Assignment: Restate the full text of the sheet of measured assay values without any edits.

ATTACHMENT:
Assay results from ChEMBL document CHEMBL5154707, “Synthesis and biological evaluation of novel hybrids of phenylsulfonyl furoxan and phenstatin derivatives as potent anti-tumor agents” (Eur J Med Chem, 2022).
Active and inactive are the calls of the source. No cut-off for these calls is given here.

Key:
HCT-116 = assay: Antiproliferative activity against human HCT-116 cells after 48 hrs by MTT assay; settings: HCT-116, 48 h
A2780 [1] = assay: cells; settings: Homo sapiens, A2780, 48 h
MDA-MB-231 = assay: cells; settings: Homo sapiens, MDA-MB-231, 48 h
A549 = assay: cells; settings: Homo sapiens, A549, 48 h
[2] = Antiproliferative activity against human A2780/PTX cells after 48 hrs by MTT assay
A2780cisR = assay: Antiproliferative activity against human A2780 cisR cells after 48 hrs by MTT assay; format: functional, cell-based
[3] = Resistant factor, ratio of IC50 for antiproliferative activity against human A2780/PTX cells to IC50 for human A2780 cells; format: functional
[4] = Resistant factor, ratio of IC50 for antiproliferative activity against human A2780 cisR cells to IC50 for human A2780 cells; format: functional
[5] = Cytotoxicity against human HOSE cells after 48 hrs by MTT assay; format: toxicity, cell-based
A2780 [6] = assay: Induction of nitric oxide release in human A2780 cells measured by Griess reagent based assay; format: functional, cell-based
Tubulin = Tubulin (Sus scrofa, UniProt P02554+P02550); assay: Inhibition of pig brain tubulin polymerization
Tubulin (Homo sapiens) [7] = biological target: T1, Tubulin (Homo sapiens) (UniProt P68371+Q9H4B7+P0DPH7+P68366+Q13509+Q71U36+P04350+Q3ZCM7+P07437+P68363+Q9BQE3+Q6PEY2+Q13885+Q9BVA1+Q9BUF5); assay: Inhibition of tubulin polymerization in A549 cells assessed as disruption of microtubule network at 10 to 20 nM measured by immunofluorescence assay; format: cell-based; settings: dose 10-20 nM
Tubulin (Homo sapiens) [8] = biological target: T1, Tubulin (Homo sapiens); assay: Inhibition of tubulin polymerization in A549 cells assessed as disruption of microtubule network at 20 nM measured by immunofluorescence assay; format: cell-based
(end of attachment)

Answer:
Assay results from ChEMBL document CHEMBL5154707, “Synthesis and biological evaluation of novel hybrids of phenylsulfonyl furoxan and phenstatin derivatives as potent anti-tumor agents” (Eur J Med Chem, 2022).
Active and inactive are the calls of the source. No cut-off for these calls is given here.

Key:
HCT-116 = assay: Antiproliferative activity against human HCT-116 cells after 48 hrs by MTT assay; settings: HCT-116, 48 h
A2780 [1] = assay: cells; settings: Homo sapiens, A2780, 48 h
MDA-MB-231 = assay: cells; settings: Homo sapiens, MDA-MB-231, 48 h
A549 = assay: cells; settings: Homo sapiens, A549, 48 h
[2] = Antiproliferative activity against human A2780/PTX cells after 48 hrs by MTT assay
A2780cisR = assay: Antiproliferative activity against human A2780 cisR cells after 48 hrs by MTT assay; format: functional, cell-based
[3] = Resistant factor, ratio of IC50 for antiproliferative activity against human A2780/PTX cells to IC50 for human A2780 cells; format: functional
[4] = Resistant factor, ratio of IC50 for antiproliferative activity against human A2780 cisR cells to IC50 for human A2780 cells; format: functional
[5] = Cytotoxicity against human HOSE cells after 48 hrs by MTT assay; format: toxicity, cell-based
A2780 [6] = assay: Induction of nitric oxide release in human A2780 cells measured by Griess reagent based assay; format: functional, cell-based
Tubulin = Tubulin (Sus scrofa, UniProt P02554+P02550); assay: Inhibition of pig brain tubulin polymerization
Tubulin (Homo sapiens) [7] = biological target: T1, Tubulin (Homo sapiens) (UniProt P68371+Q9H4B7+P0DPH7+P68366+Q13509+Q71U36+P04350+Q3ZCM7+P07437+P68363+Q9BQE3+Q6PEY2+Q13885+Q9BVA1+Q9BUF5); assay: Inhibition of tubulin polymerization in A549 cells assessed as disruption of microtubule network at 10 to 20 nM measured by immunofluorescence assay; format: cell-based; settings: dose 10-20 nM
Tubulin (Homo sapiens) [8] = biological target: T1, Tubulin (Homo sapiens); assay: Inhibition of tubulin polymerization in A549 cells assessed as disruption of microtubule network at 20 nM measured by immunofluorescence assay; format: cell-based